A War Without an Army

Russianposter

This week I will be examining the revolution in the army. The revolution in the army would help bring an end to the Romanovs rule of Russia and also change the political course of the country in a direction that will have profound effects on the later part of the 20th century. The social structure of the army will only add fuel to the fire in the February and October revolutions in 1917. These revolutions will in a way free the army soldiers who are peasants and put Russia on a collision course with communism.

The Russo-Japanese War in 1905 where Russia was badly defeated by Japan led to bad tensions between the people and the regime over political reform and eventually led to “Bloody Sunday” where troops guarding the Winter Palace gunned down unarmed demonstrators. Social unrest was starting in Russia and now blood was shed openly by the hands of the Russian army. Russia enters WWI with about seven million men in 1914 alone. More than eighteen million would serve. The bulk of the army was peasants that had left their land to fight in what many people thought would be a short war. When Russia gets steamrolled and lost nearly a million people in the German Poland offensive in 1915, the devastation of losing was almost the breaking point of the army.

As the war progressed into 1917, the February revolution kicked off an uprising within the army. Factors that helped this were the lack of the soldier’s equipment, weapons, and food.  The Soviet of Workers’ Deputies helped create what was called Order No. 1. It stated, “That in all companies, battalions, regiments, parks, batteries, squadrons, in the special services of the various military administrations, and on the vessels of the navy, committees from the elected representatives of the lower ranks of the above mentioned military units shall be chosen immediately.”  It goes on to state, “The addressing of officers with titles such as “your Excellency” was abolished and replaced by “Mister General,” “Mister Colonel.”” This is huge because this went against military code of command and basically undermined the officer in the field. By April the army was seeing desertion of between 100,000 and 150,000 soldiers, which were all peasants who wanted to return to their villages to participate in what they expected would be a division of the land. General Alekseev stated, “The army is just falling apart and cannot under the pretence system hold any military offensives.” No army can function if the leadership cannot direct the men.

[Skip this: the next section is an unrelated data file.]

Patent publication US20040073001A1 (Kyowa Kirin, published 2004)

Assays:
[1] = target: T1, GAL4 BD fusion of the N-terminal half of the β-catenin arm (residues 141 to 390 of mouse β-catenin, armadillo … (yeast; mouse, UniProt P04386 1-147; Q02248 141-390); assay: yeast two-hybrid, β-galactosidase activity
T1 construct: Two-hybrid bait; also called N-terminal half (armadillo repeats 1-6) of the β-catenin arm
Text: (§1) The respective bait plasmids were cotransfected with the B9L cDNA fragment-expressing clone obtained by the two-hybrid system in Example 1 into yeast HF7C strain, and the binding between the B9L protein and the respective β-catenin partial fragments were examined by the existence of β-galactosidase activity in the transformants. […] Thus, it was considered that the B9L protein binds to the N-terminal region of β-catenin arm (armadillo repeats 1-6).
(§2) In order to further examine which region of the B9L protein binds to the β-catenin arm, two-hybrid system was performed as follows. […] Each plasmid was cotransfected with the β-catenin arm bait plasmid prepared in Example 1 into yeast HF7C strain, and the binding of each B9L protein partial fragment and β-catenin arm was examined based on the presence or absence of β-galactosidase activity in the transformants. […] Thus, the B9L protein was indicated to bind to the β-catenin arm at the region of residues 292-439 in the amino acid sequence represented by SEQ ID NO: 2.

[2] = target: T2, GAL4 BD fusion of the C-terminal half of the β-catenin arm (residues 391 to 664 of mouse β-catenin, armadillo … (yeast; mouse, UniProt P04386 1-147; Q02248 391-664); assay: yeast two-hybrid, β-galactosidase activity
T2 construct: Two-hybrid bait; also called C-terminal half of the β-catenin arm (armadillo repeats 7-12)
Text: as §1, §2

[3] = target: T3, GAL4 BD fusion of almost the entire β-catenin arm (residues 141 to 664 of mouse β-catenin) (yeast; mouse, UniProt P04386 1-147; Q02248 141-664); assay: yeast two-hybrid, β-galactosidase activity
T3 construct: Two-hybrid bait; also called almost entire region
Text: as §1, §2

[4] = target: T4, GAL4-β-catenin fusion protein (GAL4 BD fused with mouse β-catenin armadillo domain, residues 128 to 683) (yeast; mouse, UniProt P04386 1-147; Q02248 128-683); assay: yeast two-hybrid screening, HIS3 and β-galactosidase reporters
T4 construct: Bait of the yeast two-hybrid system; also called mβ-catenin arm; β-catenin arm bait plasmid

The relative component to the army revolution is that it takes a class of people that lived at the bottom of society and essentially pushed them to strike back for the error of the autocracy in not appropriately equipping them for war and gave them this idea that everybody at the top does not know everything. This is driven by the upheaval politically back home, also propaganda is flooding the peasant soldier, and they are very susceptible to this. The revolution in the army helped the peasants have a force to take action with which changed the social and economic cultures of Russia forever.

Sources:  http://www.dhr.history.vt.edu/modules/eu/mod03_1917/context.html

http://www.soviethistory.org/index.php?page=subject&SubjectID=1917armyrevolt&Year=1917&navi=byYear

http://www.soviethistory.org/index.php?page=article&ArticleID=1917orderone1&SubjectID=1917armyrevolt&Year=1917

http://www.soviethistory.org/index.php?page=article&ArticleID=1917front1&SubjectID=1917armyrevolt&Year=1917

http://www.soviethistory.org/index.php?page=article&ArticleID=1917alekseev1&SubjectID=1917armyrevolt&Year=1917

Image: http://www.soviethistory.org/index.php?page=subject&show=images&SubjectID=1917armyrevolt&Year=1917&navi=byYear

Leave a Reply

Your email address will not be published. Required fields are marked *